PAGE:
Discuss and debate the issues that mean the most to you.
It started over a year ago. Instagram photos began popping up on my "Explore" page showing bloodstained underwear, blood being poured out of DivaCups, bloody fingers that were covered in — you guessed it — period blood.
I, too, use a DivaCup in an effort to be environmentally conscious, even just a little bit, and every little bit counts, right? For those who don't know what a DivaCup is, it is a soft plastic "cup" that folds to fit inside your vagina to catch your menstrual blood, and it makes the most comical slurping noise upon removal. And while I am a proponent of the de-stigmatization of menstruation and contend that periods are not gross nor does a woman's time of the month render her incapable of rational thinking and decision-making, photos of menstrual blood on Instagram do not work to deconstruct such stigma.
Instead, period blood posts on Instagram reinforce essentialist notions of menstruation.
Obviously I have not seen every single photo featuring period blood on Instagram, but the photos I'm referring to are typically posted by women who are white and cis-gender — just like myself — and therefore inhabit a position of relative privilege. These women are praised for preaching feminism online. This is not inherently a bad thing as it allows for accessibility, the formation of communities, and the ease of spreading a feminist message (albeit one that, as of late, has been turned into a marketing strategy and something to be consumed). But when there is a direct comparison drawn between experiencing menstruation and a ubiquitous definition of both womanhood and femininity, I find problems begin.
In fact, this just further reinforces the capital-F Feminist approach, uniting around all the great things that makes one a woman, like, say, growing out your armpit harm or embracing that week once a month that may or may not allow you to bear children. But, as this particular brand of feminism largely ignores intersectionality or pluralities of female-identifying persons, these seemingly radical images of unapologetic feminism reveal underlying essentialism and contradiction.
The links between "womanhood" (which I've put in quotation marks because what does that really mean in our day and age, or ever for that matter?) and menstruation are not new, as this essentialist narrative was a strong force in second-wave feminism. Essentialism — as I use it, and how I've been taught to use it — refers to the use of biological, physiological and genetic causes as explanations for human social behavior. So in this case, menstruation is part of the essence of womanhood and if you don't experience it, you are not that — a woman.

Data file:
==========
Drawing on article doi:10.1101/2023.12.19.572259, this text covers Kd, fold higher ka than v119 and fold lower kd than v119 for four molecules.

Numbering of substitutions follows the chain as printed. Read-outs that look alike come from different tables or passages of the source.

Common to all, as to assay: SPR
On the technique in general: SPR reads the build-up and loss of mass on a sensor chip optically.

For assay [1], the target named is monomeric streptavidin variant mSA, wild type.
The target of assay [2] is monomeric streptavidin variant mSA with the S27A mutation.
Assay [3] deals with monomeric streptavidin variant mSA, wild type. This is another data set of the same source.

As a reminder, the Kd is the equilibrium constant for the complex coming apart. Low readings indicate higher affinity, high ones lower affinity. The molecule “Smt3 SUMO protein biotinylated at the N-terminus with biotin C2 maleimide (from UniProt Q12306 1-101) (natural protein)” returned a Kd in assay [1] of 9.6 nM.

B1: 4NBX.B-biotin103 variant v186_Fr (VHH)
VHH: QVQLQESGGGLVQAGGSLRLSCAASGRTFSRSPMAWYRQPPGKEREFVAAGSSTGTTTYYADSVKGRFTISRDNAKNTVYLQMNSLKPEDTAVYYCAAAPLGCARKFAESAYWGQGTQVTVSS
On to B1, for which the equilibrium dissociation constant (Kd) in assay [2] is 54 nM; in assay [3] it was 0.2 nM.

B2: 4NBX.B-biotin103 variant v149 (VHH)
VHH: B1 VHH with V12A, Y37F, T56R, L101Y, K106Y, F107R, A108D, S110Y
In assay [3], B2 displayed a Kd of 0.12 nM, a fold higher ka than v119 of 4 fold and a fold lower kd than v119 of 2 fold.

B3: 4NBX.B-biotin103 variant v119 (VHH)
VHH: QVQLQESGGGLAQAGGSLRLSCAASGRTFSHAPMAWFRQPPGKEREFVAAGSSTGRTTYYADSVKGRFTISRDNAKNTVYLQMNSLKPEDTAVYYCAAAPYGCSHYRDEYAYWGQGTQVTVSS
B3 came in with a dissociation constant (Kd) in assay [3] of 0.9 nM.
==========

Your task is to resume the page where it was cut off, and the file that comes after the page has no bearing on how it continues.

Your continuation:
Social media is a place where people come together and form friendships. People post pictures of their lunches, their dogs, themselves, even ironically zoomed-in photos of unknown subject matter, which is all perfectly fine. Hell, I love a good zoomed in photo of a stranger's shoe. But the assumption that being a "woman" due to vaginal bleeding that occurs every month is not so fine. Especially in a time when the word has become more presentational than representational, which further dilutes the intentions of a movement, even one as widespread and multifaceted as feminism.
In many instances, the words "intersectional feminist" accompany these images of period blood. If you're preaching intersectionality, given the definition offered by Kimberlé Crenshaw (who coined the term), you are acknowledging multiple axes of oppression, akin to traffic coming and going in all directions at an intersection. Within these axes, there are many facets of identity at play such as class, ability, sexuality, racialized identity to name a few. To openly acknowledge this multitude of identities yet assign particular attributes to a term as broad as womanhood seems contradictory when many women do not menstruate (which does not make them any more or less of a woman). There is no mutual exclusivity between the two. It is dangerous for those who preach intersectional feminism and amass large followings on social media to perpetuate a narrative of essentialism.
This kind of period-blood Instagram feminism is what caused me to question my personal feminism. To achieve true success and "true" feminism — is there such thing? I'm inclined to think not regarding both success and feminism — must I post photos of my period blood and pubic hair on social media, in an effort to free myself from the clutches of the patriarchy? It is a privilege but also a right to post what you please on social media, and I support that, especially when I take into account the disgusting and sexist censorship facing women on platforms such as Instagram.
Post your pubes! Post your armpit hair! Hell, post your period blood — but don't equate these things with your "womanhood" because that is a privilege only afforded to some of those who identify as women. It is crucial to recognize that.
I am (obviously) not an authority on this matter, but women who are just like me, who identify with the gender they were assigned at birth and are (honestly) white as shit: realize your position when you make sweeping, essentialist claims about so-called womanhood being marked by your monthly visits from Aunt Flo. There are many people around the globe who get their periods but do not have safe or easy access to feminine products, and there are people who menstruate who do not identify as "women." While your DivaCup may runneth over, realize that is not the case for all.